This guide is intended for new players who finished the tutorial, played some matches online, and are wondering where to go from here. If you are frustrated from losing online a lot, take comfort in the fact that every single fighting game player knows your pain. Fighting games are a genre where you will get beat up a lot before you get any bearing on what is going on. Even the best players all started at this skill level. It's worth emphasizing: when you are new to fighting games, you will lose a lot. If you can accept this, then you can really start to enjoy and explore fighting games.
Remember it's up to you to figure out how you want to enjoy Skullgirls or any other fighting game. Some people get a lot of fulfillment out of the self improvement aspect and competing. Some have fun simply from playing with their friends. Others find the most enjoyment in labbing out the game to find cool tech and combos. There's no one right way to play the game, but as long as you are having fun with the game then that's what really matters.
Work on one concept at a time
A great thing to do as a beginner is to focus on one concept at a time. There's a lot to unravel when it comes to fighting games, and if you try to understand it all at once it will quickly get overwhelming. Pick one thing to work on, and play with just that thing in mind. Don't concern yourself about anything else going on during the match, just focus on that one thing. It's important to have some kind of goal or thing to think about while you're playing, since you can start to see small improvements in your play. Having the goal "use pushblock in a match" is realistically achievable against a more skilled opponent, and it helps you piece together how you are supposed to use the concept in a real match.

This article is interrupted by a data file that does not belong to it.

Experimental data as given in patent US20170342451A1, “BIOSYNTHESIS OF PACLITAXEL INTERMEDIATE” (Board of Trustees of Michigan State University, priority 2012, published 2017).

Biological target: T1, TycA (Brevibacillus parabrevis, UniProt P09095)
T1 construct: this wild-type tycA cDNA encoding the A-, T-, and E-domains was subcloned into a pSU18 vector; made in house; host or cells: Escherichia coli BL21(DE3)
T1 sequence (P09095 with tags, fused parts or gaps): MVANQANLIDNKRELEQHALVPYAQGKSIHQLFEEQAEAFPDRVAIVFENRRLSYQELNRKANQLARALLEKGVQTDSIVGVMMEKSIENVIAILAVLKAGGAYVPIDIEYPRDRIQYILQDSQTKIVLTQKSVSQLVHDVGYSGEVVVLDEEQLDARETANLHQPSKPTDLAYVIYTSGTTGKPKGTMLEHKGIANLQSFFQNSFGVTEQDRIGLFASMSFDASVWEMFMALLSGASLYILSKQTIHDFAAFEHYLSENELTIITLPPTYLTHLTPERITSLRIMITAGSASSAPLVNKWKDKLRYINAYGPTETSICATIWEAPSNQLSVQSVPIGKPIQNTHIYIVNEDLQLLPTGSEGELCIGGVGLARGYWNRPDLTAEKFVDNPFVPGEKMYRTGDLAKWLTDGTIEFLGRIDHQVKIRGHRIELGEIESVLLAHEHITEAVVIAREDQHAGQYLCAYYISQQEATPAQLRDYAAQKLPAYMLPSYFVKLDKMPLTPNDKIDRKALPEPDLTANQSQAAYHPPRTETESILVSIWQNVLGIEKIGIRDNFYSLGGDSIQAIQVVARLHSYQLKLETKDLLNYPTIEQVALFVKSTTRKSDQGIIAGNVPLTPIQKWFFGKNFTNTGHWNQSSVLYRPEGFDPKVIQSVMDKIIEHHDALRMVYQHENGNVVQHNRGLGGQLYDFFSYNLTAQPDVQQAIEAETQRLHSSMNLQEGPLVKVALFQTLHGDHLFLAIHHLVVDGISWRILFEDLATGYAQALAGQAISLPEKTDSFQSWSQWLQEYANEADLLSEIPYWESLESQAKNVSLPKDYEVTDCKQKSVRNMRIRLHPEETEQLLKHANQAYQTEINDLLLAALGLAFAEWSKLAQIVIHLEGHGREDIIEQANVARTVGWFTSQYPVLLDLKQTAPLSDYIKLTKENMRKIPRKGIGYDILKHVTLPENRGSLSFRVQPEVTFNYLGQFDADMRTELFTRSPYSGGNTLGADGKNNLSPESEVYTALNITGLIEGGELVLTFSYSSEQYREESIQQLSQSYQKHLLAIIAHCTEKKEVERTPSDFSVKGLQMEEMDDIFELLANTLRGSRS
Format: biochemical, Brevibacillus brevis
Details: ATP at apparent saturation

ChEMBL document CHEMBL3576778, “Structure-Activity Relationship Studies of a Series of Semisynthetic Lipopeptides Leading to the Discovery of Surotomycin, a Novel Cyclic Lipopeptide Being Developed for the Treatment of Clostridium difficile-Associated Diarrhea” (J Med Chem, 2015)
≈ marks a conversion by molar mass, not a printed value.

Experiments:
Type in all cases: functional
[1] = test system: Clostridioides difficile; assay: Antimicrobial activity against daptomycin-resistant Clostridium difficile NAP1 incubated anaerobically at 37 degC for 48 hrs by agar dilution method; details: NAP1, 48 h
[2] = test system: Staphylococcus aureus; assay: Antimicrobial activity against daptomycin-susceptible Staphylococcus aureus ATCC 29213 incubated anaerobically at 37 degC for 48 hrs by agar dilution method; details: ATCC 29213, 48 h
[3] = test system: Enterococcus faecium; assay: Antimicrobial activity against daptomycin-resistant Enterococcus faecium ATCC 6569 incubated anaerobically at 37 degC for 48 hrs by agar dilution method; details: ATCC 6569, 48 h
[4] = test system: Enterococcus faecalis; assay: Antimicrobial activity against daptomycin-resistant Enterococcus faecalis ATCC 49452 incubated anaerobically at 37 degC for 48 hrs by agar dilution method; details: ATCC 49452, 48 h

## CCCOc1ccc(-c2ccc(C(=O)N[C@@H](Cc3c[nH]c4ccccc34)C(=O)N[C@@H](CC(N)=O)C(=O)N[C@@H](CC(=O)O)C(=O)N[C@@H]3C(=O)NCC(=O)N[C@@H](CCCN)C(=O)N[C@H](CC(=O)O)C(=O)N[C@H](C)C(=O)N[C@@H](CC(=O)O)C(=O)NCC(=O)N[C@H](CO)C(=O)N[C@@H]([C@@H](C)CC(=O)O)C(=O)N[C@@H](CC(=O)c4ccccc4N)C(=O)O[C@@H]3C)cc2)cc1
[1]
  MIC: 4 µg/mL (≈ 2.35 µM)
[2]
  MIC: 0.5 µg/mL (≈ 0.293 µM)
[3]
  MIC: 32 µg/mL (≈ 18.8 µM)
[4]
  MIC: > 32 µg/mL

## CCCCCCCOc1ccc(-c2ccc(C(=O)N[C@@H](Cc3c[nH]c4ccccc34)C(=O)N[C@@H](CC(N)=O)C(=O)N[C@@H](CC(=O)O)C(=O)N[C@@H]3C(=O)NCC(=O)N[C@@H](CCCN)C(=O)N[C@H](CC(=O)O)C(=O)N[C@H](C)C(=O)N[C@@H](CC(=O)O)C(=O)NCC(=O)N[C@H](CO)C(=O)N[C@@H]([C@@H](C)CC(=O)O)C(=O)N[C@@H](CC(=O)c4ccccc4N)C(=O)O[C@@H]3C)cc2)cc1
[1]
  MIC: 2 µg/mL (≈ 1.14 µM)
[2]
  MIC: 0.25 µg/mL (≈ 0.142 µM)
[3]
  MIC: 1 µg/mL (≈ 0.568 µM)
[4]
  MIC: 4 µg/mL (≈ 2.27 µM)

Here's some ideas of things to work on when you're first learning Skullgirls. Be sure to also watch videos of other people playing to see how the different concepts are used in matches. Doing each of these things right will take time, and you will lose a lot at first trying to implement these things. Try to have an experimental attitude about it and you'll find yourself learning a lot! Improvement comes through lots of failure and trial and error, so don't be afraid to lose and don't give up!
- Focus on applying the basic game mechanics that are taught in the tutorial in real matches. (such as pushblocking and reversals)
- Become comfortable with your character's important moves, and get an idea of how they're used in a match to achieve your game plan.
- Then learn how to maximize your reward off those moves, whether it be a combo or a knockdown. The character pages can give you ideas for these.
- Learn a combo that you can execute in matches. Even if it's a very short combo, a combo you can pull off 95% of the time you try it is always better than a better combo you drop the majority of the time. A good goal to work towards is being able to do a combo with a restand, which allows for an easy reset point. Check out the combo sections on the character pages for ideas.
- Also familiarize yourself with the concept of hit confirming, which in simple terms is recognizing if your move was blocked or hit. If it hit you want to perform your combo. If not, you will want to change your response.
- Familiarize yourself with how frame data works with respect to punishing moves. Learn about block advantage (listed under "on block" on a move's frame data) and why some moves can be challenged or even guaranteed to be punished if you block them.